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The best Wi-Fi extenders in 2024

Fix those dead zones and get better coverage throughout your home.

Stock photo and footage via Getty Images

If you get spotty Wi-Fi in your basement or in your backyard, it may be worthwhile to get a Wi-Fi extender. These relatively affordable gadgets, as their name suggests, extend the reaches of your home’s Wi-Fi network. With so many of us working from home even just part of the time now, and with so many connected devices under one roof, it’s even more important now to have reliable coverage that hits even the furthest points of your property. You could take the plunge and upgrade your whole Wi-Fi router system, but that’s a big decision that also requires more money. Wi-Fi extenders can come in handy if all you want to do is get a bit more coverage throughout your home without spending a ton. We tested out a number of Wi-Fi extenders to come up with our top picks.

Quick overview

How do Wi-Fi extenders work?

These handy wireless devices do exactly what their name suggests: extend your Wi-Fi network so it covers more areas of your home. Most Wi-Fi extenders plug into an AC outlet and connect to your existing network so they can then rebroadcast it to spots that your router alone may not cover well. As a rule of thumb, you’ll get the best results by placing the extender half way between your router and the dead zone you’re trying to fix.

One important thing to note about Wi-Fi extenders (also sometimes called “repeaters”) is that most of them actually create a new Wi-Fi network when rebroadcasting your existing one. That network will have a new name (it’ll often be your default network’s name with an EXT appended at the end, unless you change it) and that means you’ll have to connect to different networks when in different parts of your home. While that’s a small tradeoff in return for improved coverage, some will be more inconvenienced than others.

If you’d rather have one, much larger network in your home, you’re better off upgrading to mesh Wi-Fi. Mesh systems come with a main router and access points that, by default, create one large Wi-Fi system that should be accessible throughout your entire home. But that also translates to more expensive, and possibly more complicated, devices. Mesh Wi-Fi systems are, by far, more costly than a simple extender, plus you may have to work with your ISP to get your home’s existing network working on your new router.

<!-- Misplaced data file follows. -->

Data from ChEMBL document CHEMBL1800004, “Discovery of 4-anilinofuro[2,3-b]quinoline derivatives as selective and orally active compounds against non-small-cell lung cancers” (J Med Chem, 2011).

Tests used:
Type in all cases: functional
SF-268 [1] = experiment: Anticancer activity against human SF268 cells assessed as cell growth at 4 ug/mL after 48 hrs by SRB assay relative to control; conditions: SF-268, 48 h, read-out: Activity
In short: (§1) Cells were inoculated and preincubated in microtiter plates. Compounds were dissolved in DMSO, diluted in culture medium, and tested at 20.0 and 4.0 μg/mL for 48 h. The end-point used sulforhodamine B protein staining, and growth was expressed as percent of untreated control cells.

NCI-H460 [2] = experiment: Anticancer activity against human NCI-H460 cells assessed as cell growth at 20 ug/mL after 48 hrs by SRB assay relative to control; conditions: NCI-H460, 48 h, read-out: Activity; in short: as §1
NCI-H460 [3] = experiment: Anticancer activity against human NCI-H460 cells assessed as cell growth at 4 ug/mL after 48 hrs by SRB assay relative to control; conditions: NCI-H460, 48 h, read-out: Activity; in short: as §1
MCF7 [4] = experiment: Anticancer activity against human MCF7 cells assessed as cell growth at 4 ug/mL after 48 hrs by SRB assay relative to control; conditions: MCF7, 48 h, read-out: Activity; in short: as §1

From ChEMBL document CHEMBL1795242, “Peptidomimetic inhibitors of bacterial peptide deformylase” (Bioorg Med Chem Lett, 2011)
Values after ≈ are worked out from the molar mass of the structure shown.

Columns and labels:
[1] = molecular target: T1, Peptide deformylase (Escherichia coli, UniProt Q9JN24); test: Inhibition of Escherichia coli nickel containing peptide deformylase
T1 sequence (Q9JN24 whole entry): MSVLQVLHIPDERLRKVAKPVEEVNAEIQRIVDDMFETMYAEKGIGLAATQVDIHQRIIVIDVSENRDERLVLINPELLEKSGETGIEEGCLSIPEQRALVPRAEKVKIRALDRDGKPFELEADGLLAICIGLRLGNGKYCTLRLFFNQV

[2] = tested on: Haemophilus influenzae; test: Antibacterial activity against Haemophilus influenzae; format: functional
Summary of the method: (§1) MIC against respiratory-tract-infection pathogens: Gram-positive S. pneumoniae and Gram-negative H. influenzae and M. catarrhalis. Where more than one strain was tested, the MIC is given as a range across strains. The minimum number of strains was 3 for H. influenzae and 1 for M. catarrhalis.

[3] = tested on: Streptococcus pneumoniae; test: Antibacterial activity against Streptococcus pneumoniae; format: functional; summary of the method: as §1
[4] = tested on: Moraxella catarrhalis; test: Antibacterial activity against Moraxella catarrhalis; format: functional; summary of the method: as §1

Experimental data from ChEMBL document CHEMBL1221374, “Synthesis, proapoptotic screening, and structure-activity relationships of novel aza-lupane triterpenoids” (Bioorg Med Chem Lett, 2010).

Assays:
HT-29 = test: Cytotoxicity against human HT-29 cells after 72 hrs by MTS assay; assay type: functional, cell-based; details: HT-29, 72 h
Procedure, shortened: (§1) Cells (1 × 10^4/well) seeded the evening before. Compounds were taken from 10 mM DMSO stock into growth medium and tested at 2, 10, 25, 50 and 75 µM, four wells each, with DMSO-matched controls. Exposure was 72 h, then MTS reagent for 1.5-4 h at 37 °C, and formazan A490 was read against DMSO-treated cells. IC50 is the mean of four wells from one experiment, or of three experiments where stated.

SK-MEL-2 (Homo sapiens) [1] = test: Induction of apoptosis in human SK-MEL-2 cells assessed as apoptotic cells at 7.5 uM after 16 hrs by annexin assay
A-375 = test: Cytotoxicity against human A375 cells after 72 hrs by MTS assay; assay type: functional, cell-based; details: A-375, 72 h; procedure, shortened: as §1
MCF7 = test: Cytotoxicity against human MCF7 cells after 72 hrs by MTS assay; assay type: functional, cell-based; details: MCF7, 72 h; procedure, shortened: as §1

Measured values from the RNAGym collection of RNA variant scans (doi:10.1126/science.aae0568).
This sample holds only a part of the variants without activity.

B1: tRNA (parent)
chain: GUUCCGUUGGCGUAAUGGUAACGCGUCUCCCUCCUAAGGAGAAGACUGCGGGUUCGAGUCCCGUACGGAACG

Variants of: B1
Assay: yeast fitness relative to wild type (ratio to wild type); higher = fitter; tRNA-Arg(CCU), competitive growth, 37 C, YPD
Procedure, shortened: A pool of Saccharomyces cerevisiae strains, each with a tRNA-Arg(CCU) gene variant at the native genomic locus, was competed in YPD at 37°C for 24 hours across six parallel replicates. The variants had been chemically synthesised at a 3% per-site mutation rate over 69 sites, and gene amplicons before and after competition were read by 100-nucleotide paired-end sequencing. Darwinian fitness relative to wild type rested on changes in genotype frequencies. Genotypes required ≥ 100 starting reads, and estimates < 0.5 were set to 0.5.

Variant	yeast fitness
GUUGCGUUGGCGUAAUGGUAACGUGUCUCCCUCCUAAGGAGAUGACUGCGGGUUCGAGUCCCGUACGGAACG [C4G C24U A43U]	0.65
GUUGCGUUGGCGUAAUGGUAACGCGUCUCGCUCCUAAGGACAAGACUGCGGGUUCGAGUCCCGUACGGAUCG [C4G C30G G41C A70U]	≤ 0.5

What to look for in a Wi-Fi extender

Speed

Extenders today can support single, dual or tri-band Wi-Fi, and they will tell you the maximum speeds they support on all of their available bands. For example, one dual-band device might support 600Mbps speeds over its 2.4GHz band and up to 1300Mbps over its 5GHz band, for a combined maximum speed of 1900Mbps. For the best performance, you’ll want to go with a Wi-Fi extender that has the highest speeds possible (and those, as you might expect, tend to cost more).

However, it’s important to remember that Wi-Fi extenders are not true “signal boosters” since they are not designed to increase speeds across your home. In fact, you may find that the extender’s network is slower than your router’s. Instead, extenders are designed to increase the Wi-Fi coverage throughout your home, making them ideal for filling in dead zones.

Range, and number of supported devices

With the name of the gaming being coverage area, taking note of a device’s range is important. Depending on the size of your home and property, you may only need up to 1,200 square feet of coverage. But those with larger homes will want to spring for an extender that can support upwards of 2,000+ square feet of coverage.